Baby Bills

(redirected from Baby Bill)

Baby Bills

A hypothetical, tongue-in-cheek name given to potential companies that would have been created if Microsoft had been broken up as a result of the antitrust suit brought against it in the late 1990s. The name derives from baby bells, which were the companies created after AT&T's break-up, and Bill Gates, the founder of Microsoft. As Microsoft was not broken up, the name became moot. See also: United States vs. Microsoft.
References in periodicals archive ?
Six months later they did meet One another in the street How's the wife the doctor cried She's having a baby Bill replied Oh, and there's something else that I must tell The lodger's having one as well Doug Sharkey, via email Bommy Night THE fizz the wizz the booms and the bang.
Monica has no time for Frank feeling sorry for himself however; she's still mourning the death of Baby Bill. The 'funeral' provides an opportunity for a host of old faces to return, including Fiona (a welcome return for Anne Marie Duff) back from Amsterdam, and intent on taking Stella and the surviving twin back to live with her and husband Steve, to a 'normal' life.
Mum swept up the bedclothes and followed Dad up the path into the house, leaving baby Bill til last in his Moses basket.
The 2001 baby bill of pounds 36,956 is revealed in Pregnancy & Birth magazine.
TRAGIC PAST: baby Bill Oddie with his mother Lillian' MONSTERS: on The Truth About Killer Dinosaurs' SPRING: with Simon King and Kate Humble' WE ARE FAMILY: with wife Laura and daughter Rosie, aged three' FUNNYMAN: Bill with fellow Goodies Graeme Garden and Tim Brooke-Taylor
WORDS OF WISDOM: Bill Oddie discovers family secrets; ON THE BALL: rugby-playing Bill Oddie, centre, during his schooldays in Birmingham; MYSTERY: baby Bill with mum Lillian; FATHER FIGURE: Harry Oddie, who brought son Bill up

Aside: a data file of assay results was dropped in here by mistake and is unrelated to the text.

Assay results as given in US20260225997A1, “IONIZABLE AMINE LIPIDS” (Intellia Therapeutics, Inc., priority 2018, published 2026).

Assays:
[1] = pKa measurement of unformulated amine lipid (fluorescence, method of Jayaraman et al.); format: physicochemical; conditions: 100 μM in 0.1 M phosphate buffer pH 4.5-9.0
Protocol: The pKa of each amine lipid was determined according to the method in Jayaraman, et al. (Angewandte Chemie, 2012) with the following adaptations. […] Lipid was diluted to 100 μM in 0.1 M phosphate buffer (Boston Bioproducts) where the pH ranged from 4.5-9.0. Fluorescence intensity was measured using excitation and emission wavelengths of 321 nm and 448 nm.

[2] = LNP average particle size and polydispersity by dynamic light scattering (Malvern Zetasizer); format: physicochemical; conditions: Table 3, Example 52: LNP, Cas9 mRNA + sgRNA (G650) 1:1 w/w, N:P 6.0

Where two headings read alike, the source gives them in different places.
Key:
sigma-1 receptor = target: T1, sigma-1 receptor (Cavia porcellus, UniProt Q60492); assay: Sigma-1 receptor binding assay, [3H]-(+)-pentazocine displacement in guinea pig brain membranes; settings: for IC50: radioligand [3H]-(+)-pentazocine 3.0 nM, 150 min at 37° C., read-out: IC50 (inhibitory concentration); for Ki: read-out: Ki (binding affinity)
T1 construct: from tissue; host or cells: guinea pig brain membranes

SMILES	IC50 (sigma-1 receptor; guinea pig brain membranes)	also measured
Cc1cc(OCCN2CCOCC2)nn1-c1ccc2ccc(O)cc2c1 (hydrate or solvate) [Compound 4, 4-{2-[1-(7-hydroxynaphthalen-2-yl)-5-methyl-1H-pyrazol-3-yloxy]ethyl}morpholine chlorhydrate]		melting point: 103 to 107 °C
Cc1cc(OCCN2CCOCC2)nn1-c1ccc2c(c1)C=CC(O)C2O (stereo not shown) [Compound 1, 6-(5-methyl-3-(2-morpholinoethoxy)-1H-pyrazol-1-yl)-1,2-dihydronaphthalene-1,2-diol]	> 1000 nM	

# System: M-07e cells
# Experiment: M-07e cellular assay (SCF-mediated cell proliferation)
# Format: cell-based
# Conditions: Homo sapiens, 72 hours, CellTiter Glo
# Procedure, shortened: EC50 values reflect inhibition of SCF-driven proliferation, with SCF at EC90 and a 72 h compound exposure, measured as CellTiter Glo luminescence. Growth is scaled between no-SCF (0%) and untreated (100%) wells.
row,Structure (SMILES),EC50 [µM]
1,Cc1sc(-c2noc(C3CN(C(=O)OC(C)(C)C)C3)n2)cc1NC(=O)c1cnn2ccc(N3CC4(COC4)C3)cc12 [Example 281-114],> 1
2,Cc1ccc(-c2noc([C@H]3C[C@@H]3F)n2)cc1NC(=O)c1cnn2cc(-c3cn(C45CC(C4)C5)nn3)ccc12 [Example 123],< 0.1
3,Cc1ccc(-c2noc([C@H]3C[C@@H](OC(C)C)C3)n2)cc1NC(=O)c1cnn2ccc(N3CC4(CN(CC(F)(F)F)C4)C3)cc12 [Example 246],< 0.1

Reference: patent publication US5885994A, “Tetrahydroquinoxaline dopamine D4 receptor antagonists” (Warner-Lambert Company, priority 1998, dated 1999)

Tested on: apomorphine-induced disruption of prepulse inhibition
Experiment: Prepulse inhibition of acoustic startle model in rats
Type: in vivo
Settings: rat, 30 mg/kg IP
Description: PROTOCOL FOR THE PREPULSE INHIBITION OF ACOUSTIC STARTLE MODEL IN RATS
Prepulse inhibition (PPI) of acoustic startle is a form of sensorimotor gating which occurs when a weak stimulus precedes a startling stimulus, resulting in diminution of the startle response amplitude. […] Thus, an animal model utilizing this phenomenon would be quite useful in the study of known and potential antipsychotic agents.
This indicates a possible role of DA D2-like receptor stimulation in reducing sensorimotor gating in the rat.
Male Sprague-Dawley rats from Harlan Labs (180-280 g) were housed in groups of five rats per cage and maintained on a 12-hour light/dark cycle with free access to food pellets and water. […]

These include splitting the company into three "Baby Bills"; altering the company's organizational structure so its divisions would be in competition; giving the Windows source code away, or auctioning it off to Microsoft competitors.
Finally, Jackson may propose remedies - suggestions have ranged from splitting the company apart into "Baby Bills", to opening the application programming interfaces or source code to the Windows operating system, to slapping Microsoft on the wrist, to doing nothing.
In fact, Seattle's high-tech future is virtually assured, thanks to companies like Microsoft, Netscape, Nintendo and a plethora of "Baby Bills," the name given to start-up companies run by Microsoft veterans.
And the baby bills are not the only bills, although they are our priority.'
In a paper titled "United We Fall, Divided We Stand," Fenik argues that even if Microsoft were broken into four "Baby Bills," shareholder value would be preserved and Microsoft's ability to compete in a broad range of markets would continue undiminished.